This city doesn't really need more sushi. With at least five places serving sushi within 10 blocks of Central Avenue, by my count, downtown would seem to have leapt firmly into the 1980s and need ask for nothing more.
Sushi is so widely available around the Tampa Bay area, it removes any excuse for the not-so-fresh fish that appears in restaurants of other stripes.
But the movie mall at BayWalk desperately needed a serving of sophistication.
It finally gets some uptown taste and civilized space, along with mighty handsome hand rolls, at Tokyo Sushi Cafe. BayWalk's newest restaurant was opened by entrepreneurs Hiro Lin and Michael Chan, who have a Japanese steakhouse and sushi bar in Tarpon Springs.
Tokyo's a pleasant oasis, once you make it through BayWalk's Elton John karaoke and Sinatra-Buffett lounge tunes, mix of cotton candy daiquiris and adult martinis, and out-of-place tourists.
On the second floor, between Dish and Grattzi, is a little room of quiet sienna, blond wood and seating for about 40, good music and, best of all, a chef with a sharp knife and sushi fans who appreciate it.
The knife belongs to Tom Paksupan, who worked at Haiku under Shinji Okano, the first true master in St. Petersburg. Some of that magic lives on at Tokyo.
Sushi would be enough, but Tokyo's kitchen delivers a good deal more _ noodles, for one, or rather two, because I was pleased with the soba and the udon. The brown soba noodles of buckwheat were cooked to order and chilled, served cold with a few greens and bonito flakes. They are great textures alone or spiked with a tart dipping sauce, the best I've had east of Los Angeles. You can also get them in broth with tempura or in something of a stir-fry.
The udon was in classic style, hot broth with fresh carrots and squash, and fat, square-cut white noodles in a personal iron pot sitting on a rustic wooden box with a plate of tempura on the side. The noodles sound simple and boring, but their slightly chewy texture and bland flavor make them as warmly nourishing as dumplings. The finely crusted shrimp tempura on the side made a lovely counterpoint, although the tempura vegetables were too thick and soft.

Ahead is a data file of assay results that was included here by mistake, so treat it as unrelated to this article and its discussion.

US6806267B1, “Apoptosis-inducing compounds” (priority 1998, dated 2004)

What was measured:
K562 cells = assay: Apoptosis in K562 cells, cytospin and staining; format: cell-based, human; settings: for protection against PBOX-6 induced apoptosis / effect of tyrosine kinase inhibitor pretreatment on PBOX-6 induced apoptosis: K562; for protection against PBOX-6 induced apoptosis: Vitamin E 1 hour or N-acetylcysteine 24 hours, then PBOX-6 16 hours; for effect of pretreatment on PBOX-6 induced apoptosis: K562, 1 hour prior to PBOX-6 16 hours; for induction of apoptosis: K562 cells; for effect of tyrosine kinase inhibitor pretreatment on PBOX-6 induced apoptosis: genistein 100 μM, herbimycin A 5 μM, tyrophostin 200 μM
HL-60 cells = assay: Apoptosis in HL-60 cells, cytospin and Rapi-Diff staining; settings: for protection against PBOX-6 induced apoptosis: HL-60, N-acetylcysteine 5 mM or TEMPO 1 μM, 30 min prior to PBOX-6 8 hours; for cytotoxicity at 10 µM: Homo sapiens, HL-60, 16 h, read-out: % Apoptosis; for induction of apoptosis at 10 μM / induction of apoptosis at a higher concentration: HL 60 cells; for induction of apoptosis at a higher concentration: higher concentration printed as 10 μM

As for sushi, you'll get the best selection on weekends, when the place is busiest. On weeknight visits there was no sea urchin, my test for a full inventory, but the bar did have rare hamachi belly. That may sound esoteric, but the key to ordering sushi and sashimi is knowing your way around fish and fish anatomy. Though all raw tuna tastes like raw beef, the fatty belly, called toro, tastes like well-marbled prime steak (and usually costs a buck or two more).
On this night, Paksupan had scored some good white fish, a yellowtail snapper big enough to yield a piece from the belly, which he carefully cut into slices incredibly lush and tender. If you don't like sushi, that sounds appalling; if you know what I mean, you know what I mean.
The bar also excelled with eel, which sometimes is comparable to smoked mullet (I'm not complaining), but here it tasted moist and fresh, as if it had just been caught and cooked, remarkably mild.
Beyond the sashimi, the bar makes a broad range of clever rolls, from the poorly named atomic bomb (tuna with crunchies, avocado and salmon) to nifty little hand rolls with spicy tuna or snow crab in nori cones. Unfortunately, a number of the rolls include some of my least favorite things (in sushi): mayonnaise, cream cheese and Japan's contribution, surimi. But there's plenty else.
Among other appetizers, I always like sunomono, and the cucumber salad is a little sweet and fairly heavy on sashimi. A meaty starter, beef wrapped around green onions, was too dry; I like it when it tastes as if it were just cooked.
Japanese beer or warm sake seems appropriate, but I'd recommend sharing a bottle of unfiltered sake served cold. There's a hint of coconut and other spices hidden in its cloudy color. Rice never tasted so good.
Sushi is never a cheap thrill, but Tokyo has a few nigiri for $3.50, a roll or three for $4 apiece, as well as noodles and appetizers that can make light meals for less than $10. Lunches cost almost $10 and most nonsushi dinner entrees $15, so for most of us, dining at a sushi bar remains a special treat.
At Tokyo it is, and a growing crowd of sushi fans is making its way through BayWalk to find it. Good for the fans, and good for any sushi bar: The bigger the crowd, the fresher the fish.
TOKYO SUSHI CAFE
195 Second Ave. N
Hours: Lunch, 11:30 a.m. to 3 p.m.; dinner, 4:30 to 10 p.m. Monday-Thursday, 4:30 to midnight Friday-Saturday, 4 to 10 p.m. Sunday.
Reservations: Weekdays only.
Details: Most credit cards accepted; beer, wine served.
Prices: Sushi, $3 to $12. Lunch, $7.95 to $17; dinner, $7 to $25.